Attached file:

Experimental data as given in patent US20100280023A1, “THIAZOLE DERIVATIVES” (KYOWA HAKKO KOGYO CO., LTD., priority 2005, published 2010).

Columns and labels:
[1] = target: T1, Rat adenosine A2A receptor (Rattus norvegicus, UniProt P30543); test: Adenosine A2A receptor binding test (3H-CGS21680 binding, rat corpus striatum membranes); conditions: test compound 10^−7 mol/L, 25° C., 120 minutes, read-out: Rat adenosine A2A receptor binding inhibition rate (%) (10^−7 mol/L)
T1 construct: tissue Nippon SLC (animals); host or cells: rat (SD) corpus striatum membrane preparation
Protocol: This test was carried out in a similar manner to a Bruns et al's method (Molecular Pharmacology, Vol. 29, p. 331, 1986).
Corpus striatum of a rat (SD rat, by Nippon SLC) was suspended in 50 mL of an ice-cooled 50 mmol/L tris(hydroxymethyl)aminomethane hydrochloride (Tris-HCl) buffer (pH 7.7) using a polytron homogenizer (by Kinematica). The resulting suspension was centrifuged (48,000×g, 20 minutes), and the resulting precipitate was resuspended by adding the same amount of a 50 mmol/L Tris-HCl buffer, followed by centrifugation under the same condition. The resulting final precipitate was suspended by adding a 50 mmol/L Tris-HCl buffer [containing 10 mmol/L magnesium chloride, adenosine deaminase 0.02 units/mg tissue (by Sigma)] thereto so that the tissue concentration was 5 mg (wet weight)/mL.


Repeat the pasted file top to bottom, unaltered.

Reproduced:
Experimental data as given in patent US20100280023A1, “THIAZOLE DERIVATIVES” (KYOWA HAKKO KOGYO CO., LTD., priority 2005, published 2010).

Columns and labels:
[1] = target: T1, Rat adenosine A2A receptor (Rattus norvegicus, UniProt P30543); test: Adenosine A2A receptor binding test (3H-CGS21680 binding, rat corpus striatum membranes); conditions: test compound 10^−7 mol/L, 25° C., 120 minutes, read-out: Rat adenosine A2A receptor binding inhibition rate (%) (10^−7 mol/L)
T1 construct: tissue Nippon SLC (animals); host or cells: rat (SD) corpus striatum membrane preparation
Protocol: This test was carried out in a similar manner to a Bruns et al's method (Molecular Pharmacology, Vol. 29, p. 331, 1986).
Corpus striatum of a rat (SD rat, by Nippon SLC) was suspended in 50 mL of an ice-cooled 50 mmol/L tris(hydroxymethyl)aminomethane hydrochloride (Tris-HCl) buffer (pH 7.7) using a polytron homogenizer (by Kinematica). The resulting suspension was centrifuged (48,000×g, 20 minutes), and the resulting precipitate was resuspended by adding the same amount of a 50 mmol/L Tris-HCl buffer, followed by centrifugation under the same condition. The resulting final precipitate was suspended by adding a 50 mmol/L Tris-HCl buffer [containing 10 mmol/L magnesium chloride, adenosine deaminase 0.02 units/mg tissue (by Sigma)] thereto so that the tissue concentration was 5 mg (wet weight)/mL.